On 4-6 September, Nairobi, Kenya played host to the first-ever Africa Climate Summit, which concluded with the release of the African Leaders Nairobi Declaration on Climate Change and Call to Action. We had a team of delegates from all over Africa attend the event throughout the week to represent the voice of civil society.
Co-hosted by the Government of Kenya and the African Union Commission in Nairobi, Kenya from September 4th to 6th, the Africa Climate Summit is organized in parallel with the African Climate Week. So, let’s delve into the reasons why this summit is more than just another gathering of leaders.
The People of Owukpa community in Ogbadigbo Local Government of Benue State have been affected by activities of mining that commenced some years ago. Though the mining activities have stopped, the community inhabitants have been affected by the residues of coal that have been deposited around the community.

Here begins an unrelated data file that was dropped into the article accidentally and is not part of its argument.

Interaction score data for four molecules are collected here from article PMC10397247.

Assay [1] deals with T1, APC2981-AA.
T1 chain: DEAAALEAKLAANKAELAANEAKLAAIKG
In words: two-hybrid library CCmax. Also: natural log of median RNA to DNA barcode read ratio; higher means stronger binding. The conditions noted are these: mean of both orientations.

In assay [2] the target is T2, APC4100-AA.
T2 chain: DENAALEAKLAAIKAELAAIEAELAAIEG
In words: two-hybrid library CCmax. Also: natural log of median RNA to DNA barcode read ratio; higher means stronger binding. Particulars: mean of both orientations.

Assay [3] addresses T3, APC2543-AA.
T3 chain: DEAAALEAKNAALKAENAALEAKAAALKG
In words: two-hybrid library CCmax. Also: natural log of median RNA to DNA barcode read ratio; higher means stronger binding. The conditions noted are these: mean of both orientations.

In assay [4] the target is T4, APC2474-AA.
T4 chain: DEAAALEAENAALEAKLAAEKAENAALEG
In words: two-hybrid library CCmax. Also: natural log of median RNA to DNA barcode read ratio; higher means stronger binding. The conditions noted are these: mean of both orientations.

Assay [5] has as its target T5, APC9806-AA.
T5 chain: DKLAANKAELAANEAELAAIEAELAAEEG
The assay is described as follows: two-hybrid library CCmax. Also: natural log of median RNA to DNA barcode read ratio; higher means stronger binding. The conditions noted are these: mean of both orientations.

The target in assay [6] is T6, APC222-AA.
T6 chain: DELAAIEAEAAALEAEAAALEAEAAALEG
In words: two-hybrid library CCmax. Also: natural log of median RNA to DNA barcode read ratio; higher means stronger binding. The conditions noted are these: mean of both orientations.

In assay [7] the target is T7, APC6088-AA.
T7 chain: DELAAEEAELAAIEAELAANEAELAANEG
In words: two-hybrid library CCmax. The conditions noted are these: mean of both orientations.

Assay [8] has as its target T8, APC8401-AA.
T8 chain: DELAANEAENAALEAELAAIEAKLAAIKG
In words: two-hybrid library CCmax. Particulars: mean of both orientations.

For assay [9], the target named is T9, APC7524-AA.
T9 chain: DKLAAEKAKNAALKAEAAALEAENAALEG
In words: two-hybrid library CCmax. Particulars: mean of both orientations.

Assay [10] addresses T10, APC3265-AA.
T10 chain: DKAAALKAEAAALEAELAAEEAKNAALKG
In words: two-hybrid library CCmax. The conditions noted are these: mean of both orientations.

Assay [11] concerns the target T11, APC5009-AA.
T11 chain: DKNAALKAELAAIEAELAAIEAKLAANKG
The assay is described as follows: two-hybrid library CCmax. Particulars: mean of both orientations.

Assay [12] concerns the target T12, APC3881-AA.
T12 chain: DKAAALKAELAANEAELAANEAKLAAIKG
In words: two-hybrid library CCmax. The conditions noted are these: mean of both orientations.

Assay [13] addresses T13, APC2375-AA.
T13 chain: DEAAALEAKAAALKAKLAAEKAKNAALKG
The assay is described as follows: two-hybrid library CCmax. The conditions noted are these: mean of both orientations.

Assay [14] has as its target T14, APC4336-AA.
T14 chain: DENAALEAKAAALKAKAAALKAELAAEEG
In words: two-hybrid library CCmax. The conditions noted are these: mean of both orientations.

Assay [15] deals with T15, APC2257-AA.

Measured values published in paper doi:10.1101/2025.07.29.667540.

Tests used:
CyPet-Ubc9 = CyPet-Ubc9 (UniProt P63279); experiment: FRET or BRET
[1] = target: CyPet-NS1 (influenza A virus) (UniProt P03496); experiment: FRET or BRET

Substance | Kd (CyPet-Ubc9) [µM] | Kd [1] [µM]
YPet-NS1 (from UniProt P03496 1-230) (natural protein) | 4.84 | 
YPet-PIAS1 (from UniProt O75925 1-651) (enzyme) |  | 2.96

In light of the Climate Emergency Day, Renewable Energy Coalition (REC) members in Benin and several groups across the region joined forces to call for a fossil free Africa and deployment of renewable energy before it’s too late.
Ghana is embracing a renewable energy revolution that is poised to transform the nation’s energy landscape. With a resolute commitment to achieving 10% renewable energy in its power generation mix, Ghana is charting a course toward a sustainable and prosperous future. At the forefront of this ambitious endeavor is the Renewable Energy for Communities Coalition (RE4CC).
In a concerted effort to combat climate change and reduce Ghana’s carbon emissions, 350 Ghana Reducing Our Carbon (G-ROC) has taken a proactive approach by empowering and mobilizing youth groups across the country.